It's late Saturday night at Golden 1 Center in Sacramento. Most of the crowd of 5,000 has left the NBA arena after Chatsworth Sierra Canyon defeated Sacramento Sheldon 75-62 to win the CIF state Open Division boys' championship.
Duane Washington Jr., Sierra Canyon's standout guard, is putting ketchup on a hot dog.
"It's crispy," he says as teammate K.J. Martin rushes over to take a bite.
Cassius Stanley, wearing a hoodie after scoring 23 points, is mumbling, "Why did we win state with six transfers?"
Scottie Pippen is showing his son Scotty how to cut down a net as a Sierra Canyon official keeps asking whether anyone has a pair of scissors.
Former Lakers guard Derek Fisher, Washington's uncle, is giving a hug to Sierra Canyon coach Andre Chevalier.
Kenyon Martin, the father of K.J. and once known as an NBA bad boy, is smiling and being friendly to anyone and everyone.
In a high school basketball season in which conventional wisdom was mostly wrong, the most unconventional team won it all.
In the fifth year since the Open Division was created to let the most ambitious schools compete in a division by themselves, it was only fitting that a team with five All-Star transfer students in the starting lineup found a way to unite, put aside any preconceived notions of entitlement and developed into the best team in California.
Those who think it's easy winning with talent alone have no idea about the potential complications, pitfalls and personality clashes that inevitably surface on and off the court. That's where the coach either has to intervene or risk being put on an unpredictable roller-coaster ride.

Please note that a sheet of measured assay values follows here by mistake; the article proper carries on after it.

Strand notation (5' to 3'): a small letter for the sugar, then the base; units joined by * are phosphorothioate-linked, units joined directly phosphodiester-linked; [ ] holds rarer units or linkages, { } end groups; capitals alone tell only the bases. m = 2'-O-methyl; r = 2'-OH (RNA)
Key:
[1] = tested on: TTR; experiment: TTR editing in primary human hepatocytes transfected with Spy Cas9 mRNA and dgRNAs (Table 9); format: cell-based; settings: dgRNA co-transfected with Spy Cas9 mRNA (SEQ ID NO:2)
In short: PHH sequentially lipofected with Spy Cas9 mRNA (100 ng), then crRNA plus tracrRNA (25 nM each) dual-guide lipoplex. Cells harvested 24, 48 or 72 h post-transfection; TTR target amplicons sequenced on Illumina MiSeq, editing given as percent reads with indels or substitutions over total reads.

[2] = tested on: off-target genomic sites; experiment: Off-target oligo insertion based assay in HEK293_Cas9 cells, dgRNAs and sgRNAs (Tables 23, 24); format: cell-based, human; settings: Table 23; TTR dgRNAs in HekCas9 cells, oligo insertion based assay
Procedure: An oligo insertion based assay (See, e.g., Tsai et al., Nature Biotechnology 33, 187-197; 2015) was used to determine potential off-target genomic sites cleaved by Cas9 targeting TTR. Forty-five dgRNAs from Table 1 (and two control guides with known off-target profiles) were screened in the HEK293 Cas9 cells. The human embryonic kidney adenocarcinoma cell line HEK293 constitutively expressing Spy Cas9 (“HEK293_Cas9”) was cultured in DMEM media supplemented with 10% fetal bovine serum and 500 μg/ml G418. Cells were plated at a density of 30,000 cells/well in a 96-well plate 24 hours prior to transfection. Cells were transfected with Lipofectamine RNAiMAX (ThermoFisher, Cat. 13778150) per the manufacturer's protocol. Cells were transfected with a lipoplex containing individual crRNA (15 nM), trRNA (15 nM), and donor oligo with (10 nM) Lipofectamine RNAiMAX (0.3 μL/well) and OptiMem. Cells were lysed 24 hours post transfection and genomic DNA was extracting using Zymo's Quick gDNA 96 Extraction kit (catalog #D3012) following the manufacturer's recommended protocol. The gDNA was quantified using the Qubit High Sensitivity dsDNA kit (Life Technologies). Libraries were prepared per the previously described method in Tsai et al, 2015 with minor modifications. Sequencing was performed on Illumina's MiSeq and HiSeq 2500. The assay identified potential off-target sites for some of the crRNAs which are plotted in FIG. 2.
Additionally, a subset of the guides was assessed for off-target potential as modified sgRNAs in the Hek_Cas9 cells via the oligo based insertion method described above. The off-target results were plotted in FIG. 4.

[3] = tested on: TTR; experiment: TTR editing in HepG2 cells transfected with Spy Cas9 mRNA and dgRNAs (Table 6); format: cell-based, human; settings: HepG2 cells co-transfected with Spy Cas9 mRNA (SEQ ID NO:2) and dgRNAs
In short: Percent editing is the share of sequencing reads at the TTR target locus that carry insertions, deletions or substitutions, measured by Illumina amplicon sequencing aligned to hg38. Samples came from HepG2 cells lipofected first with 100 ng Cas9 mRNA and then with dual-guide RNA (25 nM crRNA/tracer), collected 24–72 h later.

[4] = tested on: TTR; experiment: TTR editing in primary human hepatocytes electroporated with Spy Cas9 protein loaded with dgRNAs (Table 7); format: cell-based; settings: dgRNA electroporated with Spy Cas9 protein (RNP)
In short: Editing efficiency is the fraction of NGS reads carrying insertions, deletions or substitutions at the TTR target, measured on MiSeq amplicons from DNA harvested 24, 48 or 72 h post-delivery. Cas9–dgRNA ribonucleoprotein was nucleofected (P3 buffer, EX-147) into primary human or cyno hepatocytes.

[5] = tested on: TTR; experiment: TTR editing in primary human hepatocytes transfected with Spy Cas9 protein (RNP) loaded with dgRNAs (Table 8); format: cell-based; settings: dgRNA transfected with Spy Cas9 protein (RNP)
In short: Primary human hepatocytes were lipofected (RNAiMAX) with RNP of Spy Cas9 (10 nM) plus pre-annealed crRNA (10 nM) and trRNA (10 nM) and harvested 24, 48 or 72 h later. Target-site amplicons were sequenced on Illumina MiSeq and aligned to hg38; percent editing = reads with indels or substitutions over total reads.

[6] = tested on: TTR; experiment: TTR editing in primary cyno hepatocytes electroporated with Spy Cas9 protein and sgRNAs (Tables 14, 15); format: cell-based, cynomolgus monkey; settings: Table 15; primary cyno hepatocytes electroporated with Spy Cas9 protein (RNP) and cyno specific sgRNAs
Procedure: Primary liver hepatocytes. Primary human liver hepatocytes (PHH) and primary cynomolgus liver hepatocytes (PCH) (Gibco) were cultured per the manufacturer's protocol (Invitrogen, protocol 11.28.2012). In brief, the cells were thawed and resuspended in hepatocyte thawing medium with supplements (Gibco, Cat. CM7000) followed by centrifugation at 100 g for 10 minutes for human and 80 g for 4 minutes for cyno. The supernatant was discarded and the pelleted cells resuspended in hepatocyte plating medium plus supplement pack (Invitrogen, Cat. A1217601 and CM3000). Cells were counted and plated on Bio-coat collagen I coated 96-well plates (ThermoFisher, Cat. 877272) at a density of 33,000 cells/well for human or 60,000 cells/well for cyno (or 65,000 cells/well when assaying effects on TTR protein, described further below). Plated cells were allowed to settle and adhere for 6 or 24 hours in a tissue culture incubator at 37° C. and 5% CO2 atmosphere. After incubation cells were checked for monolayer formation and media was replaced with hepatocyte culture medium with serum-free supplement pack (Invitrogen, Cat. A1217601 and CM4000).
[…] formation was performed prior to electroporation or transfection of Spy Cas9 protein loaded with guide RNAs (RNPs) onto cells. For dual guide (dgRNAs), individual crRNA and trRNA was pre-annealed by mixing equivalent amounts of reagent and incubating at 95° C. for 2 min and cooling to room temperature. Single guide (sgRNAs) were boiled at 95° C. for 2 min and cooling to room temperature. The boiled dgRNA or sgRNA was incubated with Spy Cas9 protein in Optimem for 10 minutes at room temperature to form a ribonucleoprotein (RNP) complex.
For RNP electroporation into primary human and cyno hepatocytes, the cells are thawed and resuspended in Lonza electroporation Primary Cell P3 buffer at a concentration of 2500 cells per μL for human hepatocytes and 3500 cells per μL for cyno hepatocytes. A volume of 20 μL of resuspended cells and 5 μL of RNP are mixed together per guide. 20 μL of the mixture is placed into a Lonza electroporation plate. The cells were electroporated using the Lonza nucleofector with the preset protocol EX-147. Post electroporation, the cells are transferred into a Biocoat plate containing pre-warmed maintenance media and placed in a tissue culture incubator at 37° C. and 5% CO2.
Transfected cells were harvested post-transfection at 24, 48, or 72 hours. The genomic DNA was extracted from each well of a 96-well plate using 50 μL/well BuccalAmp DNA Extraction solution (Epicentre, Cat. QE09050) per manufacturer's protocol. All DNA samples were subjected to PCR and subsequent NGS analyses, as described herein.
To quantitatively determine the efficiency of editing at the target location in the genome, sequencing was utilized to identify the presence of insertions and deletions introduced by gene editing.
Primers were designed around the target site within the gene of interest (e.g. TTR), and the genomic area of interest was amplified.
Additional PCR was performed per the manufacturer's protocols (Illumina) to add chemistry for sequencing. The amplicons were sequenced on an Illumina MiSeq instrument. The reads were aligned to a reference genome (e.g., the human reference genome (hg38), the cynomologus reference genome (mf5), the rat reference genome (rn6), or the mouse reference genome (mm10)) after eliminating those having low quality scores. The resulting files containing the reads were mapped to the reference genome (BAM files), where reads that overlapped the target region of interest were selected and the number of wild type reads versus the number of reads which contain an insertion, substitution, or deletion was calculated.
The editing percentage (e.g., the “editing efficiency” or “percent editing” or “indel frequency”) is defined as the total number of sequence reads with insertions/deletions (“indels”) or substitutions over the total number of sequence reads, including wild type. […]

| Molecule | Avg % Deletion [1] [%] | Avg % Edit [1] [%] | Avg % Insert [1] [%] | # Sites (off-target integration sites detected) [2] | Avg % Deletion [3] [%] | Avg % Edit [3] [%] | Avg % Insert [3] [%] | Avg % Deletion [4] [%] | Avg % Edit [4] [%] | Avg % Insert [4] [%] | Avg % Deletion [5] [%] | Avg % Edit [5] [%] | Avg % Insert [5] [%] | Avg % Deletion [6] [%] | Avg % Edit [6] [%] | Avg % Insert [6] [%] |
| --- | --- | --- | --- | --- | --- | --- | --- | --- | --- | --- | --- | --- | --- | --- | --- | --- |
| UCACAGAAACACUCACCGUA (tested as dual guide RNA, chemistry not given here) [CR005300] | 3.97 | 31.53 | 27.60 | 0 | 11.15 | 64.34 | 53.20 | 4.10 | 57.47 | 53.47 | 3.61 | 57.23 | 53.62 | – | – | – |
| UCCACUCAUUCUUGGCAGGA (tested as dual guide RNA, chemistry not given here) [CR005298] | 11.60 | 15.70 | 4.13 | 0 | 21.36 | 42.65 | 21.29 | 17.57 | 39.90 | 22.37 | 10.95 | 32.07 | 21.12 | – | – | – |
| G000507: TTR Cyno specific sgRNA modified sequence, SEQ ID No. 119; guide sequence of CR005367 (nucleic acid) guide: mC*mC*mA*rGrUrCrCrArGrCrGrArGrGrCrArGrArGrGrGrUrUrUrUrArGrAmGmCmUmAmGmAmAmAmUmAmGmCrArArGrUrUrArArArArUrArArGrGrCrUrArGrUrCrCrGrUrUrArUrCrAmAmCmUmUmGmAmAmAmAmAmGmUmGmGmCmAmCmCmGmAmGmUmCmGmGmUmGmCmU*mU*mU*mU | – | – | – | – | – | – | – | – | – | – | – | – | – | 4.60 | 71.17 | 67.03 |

Remember, Sierra Canyon was the team that self-destructed a year ago with future Duke star Marvin Bagley III around. The Trailblazers' coach, Ty Nichols, guided them to the Southern Section Open Division semifinals. Then came a crushing defeat, a sudden resignation and speculation of turmoil.
Enter Chevalier, who negotiated a tricky, uncertain truce. At the start of this season, Sierra Canyon hardly resembled a championship team. By January, there was plenty of skepticism, especially after a loss to Torrance Bishop Montgomery in which the Knights were missing three starters and still won. But behind the scenes, chemistry was building, players were starting to trust each other, parents were behaving and the signs of a very good team were beginning to surface.
"This is 100% about the boys and their ability to fight though and will themselves to a win," Chevalier said.
No player blossomed more than Pippen, a junior guard who arrived from Florida with a famous name but no track record of success in Southern California. In recent weeks, with everyone watching and everything on the line, he has been spectacular, delivering clutch shots while displaying unyielding court leadership.
"His growth and leadership over the course of the year has been amazing," Chevalier said. "He's going to be a special player for somebody in college."
His father had a courtside seat Saturday night and was beaming afterward.
"I enjoy watching him play," the elder Pippen said. "He's exciting. I think he's starting to open up more. He was feeling his way and trying not to step on anyone's toes. I've watched him do this for quite some time. It's good to see him be able to do this on a big stage."
This season lasted so long that some things were forgotten. Remember, it was Santa Ana Mater Dei winning the Southern Section Open Division championship, then suffering a stunning opening loss to Fairfax in the regional playoffs.
This was supposed to be year of the guard, but 6-foot-9 Onyeka Okongwu of Chino Hills and 6-10 Shareef O'Neal of Santa Monica Crossroads rose up to lead their teams to state titles.
And next season should prove just as intriguing. Many of the same top teams will be back near the top, starting with Sierra Canyon, which returns four starters.